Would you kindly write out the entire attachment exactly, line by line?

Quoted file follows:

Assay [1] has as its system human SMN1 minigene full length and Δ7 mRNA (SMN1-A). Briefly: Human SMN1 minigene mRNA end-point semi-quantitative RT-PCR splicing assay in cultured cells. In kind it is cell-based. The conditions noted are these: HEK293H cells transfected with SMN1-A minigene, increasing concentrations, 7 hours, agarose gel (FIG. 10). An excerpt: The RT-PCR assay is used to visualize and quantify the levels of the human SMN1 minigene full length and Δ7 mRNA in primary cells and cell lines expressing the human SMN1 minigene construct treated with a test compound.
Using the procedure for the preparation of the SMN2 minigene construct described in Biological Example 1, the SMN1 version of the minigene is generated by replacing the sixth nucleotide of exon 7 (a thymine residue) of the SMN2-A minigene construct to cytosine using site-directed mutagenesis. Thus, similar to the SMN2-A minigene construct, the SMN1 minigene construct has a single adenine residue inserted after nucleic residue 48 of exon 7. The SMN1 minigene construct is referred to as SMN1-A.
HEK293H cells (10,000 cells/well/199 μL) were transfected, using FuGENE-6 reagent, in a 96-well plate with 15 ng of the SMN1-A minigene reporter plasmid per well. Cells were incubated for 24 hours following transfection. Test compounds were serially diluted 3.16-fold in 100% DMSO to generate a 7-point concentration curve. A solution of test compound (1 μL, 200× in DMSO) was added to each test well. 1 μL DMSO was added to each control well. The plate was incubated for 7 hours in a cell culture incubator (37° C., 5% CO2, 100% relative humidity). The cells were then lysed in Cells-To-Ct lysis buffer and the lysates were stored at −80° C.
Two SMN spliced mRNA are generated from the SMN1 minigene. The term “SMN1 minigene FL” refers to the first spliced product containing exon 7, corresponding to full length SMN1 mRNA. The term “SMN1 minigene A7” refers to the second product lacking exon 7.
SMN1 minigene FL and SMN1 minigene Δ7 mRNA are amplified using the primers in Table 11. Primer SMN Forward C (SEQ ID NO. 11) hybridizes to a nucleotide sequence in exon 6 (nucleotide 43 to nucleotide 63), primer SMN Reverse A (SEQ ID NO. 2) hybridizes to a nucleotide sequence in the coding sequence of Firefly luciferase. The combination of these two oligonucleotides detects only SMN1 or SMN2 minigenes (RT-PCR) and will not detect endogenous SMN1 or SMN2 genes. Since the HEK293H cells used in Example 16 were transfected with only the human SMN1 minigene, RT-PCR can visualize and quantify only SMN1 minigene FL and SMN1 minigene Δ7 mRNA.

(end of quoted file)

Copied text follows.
Assay [1] has as its system human SMN1 minigene full length and Δ7 mRNA (SMN1-A). Briefly: Human SMN1 minigene mRNA end-point semi-quantitative RT-PCR splicing assay in cultured cells. In kind it is cell-based. The conditions noted are these: HEK293H cells transfected with SMN1-A minigene, increasing concentrations, 7 hours, agarose gel (FIG. 10). An excerpt: The RT-PCR assay is used to visualize and quantify the levels of the human SMN1 minigene full length and Δ7 mRNA in primary cells and cell lines expressing the human SMN1 minigene construct treated with a test compound.
Using the procedure for the preparation of the SMN2 minigene construct described in Biological Example 1, the SMN1 version of the minigene is generated by replacing the sixth nucleotide of exon 7 (a thymine residue) of the SMN2-A minigene construct to cytosine using site-directed mutagenesis. Thus, similar to the SMN2-A minigene construct, the SMN1 minigene construct has a single adenine residue inserted after nucleic residue 48 of exon 7. The SMN1 minigene construct is referred to as SMN1-A.
HEK293H cells (10,000 cells/well/199 μL) were transfected, using FuGENE-6 reagent, in a 96-well plate with 15 ng of the SMN1-A minigene reporter plasmid per well. Cells were incubated for 24 hours following transfection. Test compounds were serially diluted 3.16-fold in 100% DMSO to generate a 7-point concentration curve. A solution of test compound (1 μL, 200× in DMSO) was added to each test well. 1 μL DMSO was added to each control well. The plate was incubated for 7 hours in a cell culture incubator (37° C., 5% CO2, 100% relative humidity). The cells were then lysed in Cells-To-Ct lysis buffer and the lysates were stored at −80° C.
Two SMN spliced mRNA are generated from the SMN1 minigene. The term “SMN1 minigene FL” refers to the first spliced product containing exon 7, corresponding to full length SMN1 mRNA. The term “SMN1 minigene A7” refers to the second product lacking exon 7.
SMN1 minigene FL and SMN1 minigene Δ7 mRNA are amplified using the primers in Table 11. Primer SMN Forward C (SEQ ID NO. 11) hybridizes to a nucleotide sequence in exon 6 (nucleotide 43 to nucleotide 63), primer SMN Reverse A (SEQ ID NO. 2) hybridizes to a nucleotide sequence in the coding sequence of Firefly luciferase. The combination of these two oligonucleotides detects only SMN1 or SMN2 minigenes (RT-PCR) and will not detect endogenous SMN1 or SMN2 genes. Since the HEK293H cells used in Example 16 were transfected with only the human SMN1 minigene, RT-PCR can visualize and quantify only SMN1 minigene FL and SMN1 minigene Δ7 mRNA.